My view of the historic principle that justice is to be administered in Open Court means allowing both the Press and Public reporters to attend proceedings as representatives of the public.

    I hope the Court’s Technology Committee will thoroughly address when the exceptions to Open Court must be applied.
    I believe the court must regulate its own practices and proceedings with specific reference to the means used to record court proceedings as a necessity that justice demands and not one based of judicial discretion.

  2. We had a great session on the use of Twitter by journalists in court (I think at CALL Windsor). My concern is with the accuracy of the reportage. I think that, in order to get some semblance of accuracy, a little time needs to be taken to check the facts. That’s not as likely to happen with a tweet.

  3. Is it the court’s job to prohibit speedy technology on the ground that slower technology might turn out to be more accurate?

    On the other hand, just because we can, must we?

  4. I think that getting an accurate recounting is important. Especially in the kind of cases that are likely to get the attention of the public in the first place. Imagine the damage that could be done to a person’s reputation if a tweet misunderstands something that is clarified later, misspells a name or some other important detail. It’s so true, “you get it fast or you get it right”. I think that perhaps the courts could nudge journalists toward getting it right.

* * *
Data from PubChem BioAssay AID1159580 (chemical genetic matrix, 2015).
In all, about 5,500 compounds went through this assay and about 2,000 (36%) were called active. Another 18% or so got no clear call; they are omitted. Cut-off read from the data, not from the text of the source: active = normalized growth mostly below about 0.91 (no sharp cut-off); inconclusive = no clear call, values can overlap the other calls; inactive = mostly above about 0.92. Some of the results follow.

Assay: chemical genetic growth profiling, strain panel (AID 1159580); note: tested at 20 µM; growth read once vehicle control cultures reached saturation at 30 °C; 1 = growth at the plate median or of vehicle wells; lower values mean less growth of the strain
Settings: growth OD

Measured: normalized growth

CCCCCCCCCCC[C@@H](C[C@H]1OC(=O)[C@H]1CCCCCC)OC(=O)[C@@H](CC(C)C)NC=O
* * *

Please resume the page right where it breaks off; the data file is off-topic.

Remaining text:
5. What is at stake requires that the court must balance what justice demands: that the accused receive a fair trial, that witnesses are not deterred from testifying, and that the judge, jury and lawyers are not distracted during the proceedings, against what the public interest in justice and our democracy requires….open access to justice and the liberty and freedom to communicate what we see, hear and feel. Is it possible that tweets in the courtroom might recount more, rather than less, accurate facts about the proceedings?

  6. Greetings:

    It is interesting that in the #OccupyVancouver movement, the Supreme Court of British Columbia is not allowing cell phones into the court room hearing the injunction application by the City of Vancouver.

    This is a situation where tweeting is taking place everywhere except, it seems, from within the court room.

    Considering John G’s comment…just because we can….should we? And to follow his other thought that slower technologies may be more accurate, …the twitterati are just walking out of the court…and then tweeting. Are inaccuracies being introduced by possibly missing out on bits when they walk out? Or possibly creating a wrong impression?

  7. Maybe courtrooms in the future will have scheduled twitter/washroom breaks so that public representatives who need to express themselves can without missing the proceedings. The aim of this approach is to solve two problems: maintain open access while providing the opportunity for improving accuracy.